living less and giving less

The 12th chapter of the Powers book, ‘Hamlet’s Blackberry: Building a Good Life in the Digital Age’, is the start of section 3: In Search of Depth. This new section is all about the long term cost of connectivity, and how we need to choose to live in a more thoughtful way.
Find a healthy balance. “In letting screens run my life, I discount the rest of my existence, effectively renouncing my own wholeness. I live a lesser life and give less back to the world…. We’re living less and giving less, and the world is worse for it”(pg. 210).
The chapter reviews key points from earlier in the book.
Just like Plato’s story about Socrates taking a quiet walk outside of Athens to escape the busyness, We can take a walk without our phones to break free and  make a digital escape.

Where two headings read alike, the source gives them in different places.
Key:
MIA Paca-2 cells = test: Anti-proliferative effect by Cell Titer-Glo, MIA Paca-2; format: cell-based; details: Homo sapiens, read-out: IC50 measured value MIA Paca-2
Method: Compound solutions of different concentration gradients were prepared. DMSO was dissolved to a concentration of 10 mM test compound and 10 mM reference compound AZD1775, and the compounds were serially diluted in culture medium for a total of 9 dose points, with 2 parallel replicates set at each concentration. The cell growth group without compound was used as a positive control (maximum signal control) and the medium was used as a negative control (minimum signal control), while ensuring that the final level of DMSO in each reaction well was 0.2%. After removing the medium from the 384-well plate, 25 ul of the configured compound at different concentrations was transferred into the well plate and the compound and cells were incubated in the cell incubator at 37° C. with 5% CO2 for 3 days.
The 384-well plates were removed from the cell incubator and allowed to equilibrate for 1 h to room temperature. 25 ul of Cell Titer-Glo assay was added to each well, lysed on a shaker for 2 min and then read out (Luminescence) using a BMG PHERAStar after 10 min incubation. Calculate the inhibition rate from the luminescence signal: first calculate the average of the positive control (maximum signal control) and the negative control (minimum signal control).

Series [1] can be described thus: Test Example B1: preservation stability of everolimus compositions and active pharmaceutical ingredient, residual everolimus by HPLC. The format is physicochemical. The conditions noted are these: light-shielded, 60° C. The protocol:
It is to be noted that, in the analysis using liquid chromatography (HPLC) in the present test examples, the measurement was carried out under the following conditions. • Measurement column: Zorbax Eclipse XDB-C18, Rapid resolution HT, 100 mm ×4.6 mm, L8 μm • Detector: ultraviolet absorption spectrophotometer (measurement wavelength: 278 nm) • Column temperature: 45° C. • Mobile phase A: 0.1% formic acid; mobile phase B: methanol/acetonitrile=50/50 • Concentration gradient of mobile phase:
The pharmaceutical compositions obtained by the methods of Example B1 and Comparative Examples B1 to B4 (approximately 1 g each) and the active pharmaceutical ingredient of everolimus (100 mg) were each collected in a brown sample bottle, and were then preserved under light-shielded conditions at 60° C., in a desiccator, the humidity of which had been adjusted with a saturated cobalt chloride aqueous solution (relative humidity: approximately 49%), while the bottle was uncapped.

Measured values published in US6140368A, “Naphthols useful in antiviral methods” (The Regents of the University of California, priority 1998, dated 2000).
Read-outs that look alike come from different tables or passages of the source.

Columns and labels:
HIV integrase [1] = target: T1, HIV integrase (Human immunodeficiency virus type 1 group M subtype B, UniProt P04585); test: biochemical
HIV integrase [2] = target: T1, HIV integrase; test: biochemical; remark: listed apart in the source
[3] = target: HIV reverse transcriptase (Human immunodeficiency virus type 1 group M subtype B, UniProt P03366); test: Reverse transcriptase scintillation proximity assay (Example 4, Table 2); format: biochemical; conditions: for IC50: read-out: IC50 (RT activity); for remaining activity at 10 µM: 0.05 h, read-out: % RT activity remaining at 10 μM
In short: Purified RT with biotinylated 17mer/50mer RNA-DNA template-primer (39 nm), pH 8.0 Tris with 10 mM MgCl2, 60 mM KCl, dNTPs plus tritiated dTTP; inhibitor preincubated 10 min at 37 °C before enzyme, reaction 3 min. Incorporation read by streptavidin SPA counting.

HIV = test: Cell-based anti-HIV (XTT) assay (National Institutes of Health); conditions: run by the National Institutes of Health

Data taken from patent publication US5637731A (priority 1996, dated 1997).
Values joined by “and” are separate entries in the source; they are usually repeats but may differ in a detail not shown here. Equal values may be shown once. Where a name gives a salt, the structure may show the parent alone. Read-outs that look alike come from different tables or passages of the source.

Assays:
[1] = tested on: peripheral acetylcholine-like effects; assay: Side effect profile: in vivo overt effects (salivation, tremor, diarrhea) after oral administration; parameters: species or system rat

Seneca focused on one person/idea and tuned everything else out, and We can have a real conversation with someone around us. Not while navigating 10 windows, and watching a video, while writing an email, a real eye-contact no-distractions conversation.
Gutenberg made it possible for us to inwardly reflect with books, but our new tech devices are trying to make reading an outward experience, with connected tablets and e-readers.
With Shakespeare (Hamlet’s handheld) we re-learned about the importance of paper and tangible toys.
Ben Franklin gave us  goals for ‘moral perfection’ through  behavioral rituals.
Thoreau told us to create an area of inner simplicity and peace away from the  intensity of connectedness.
“McLuhan said that, even in this busy electronic world, each of us can regulate the quality of our experience” (219).
This chapter was actually a beautiful summary of half the book.


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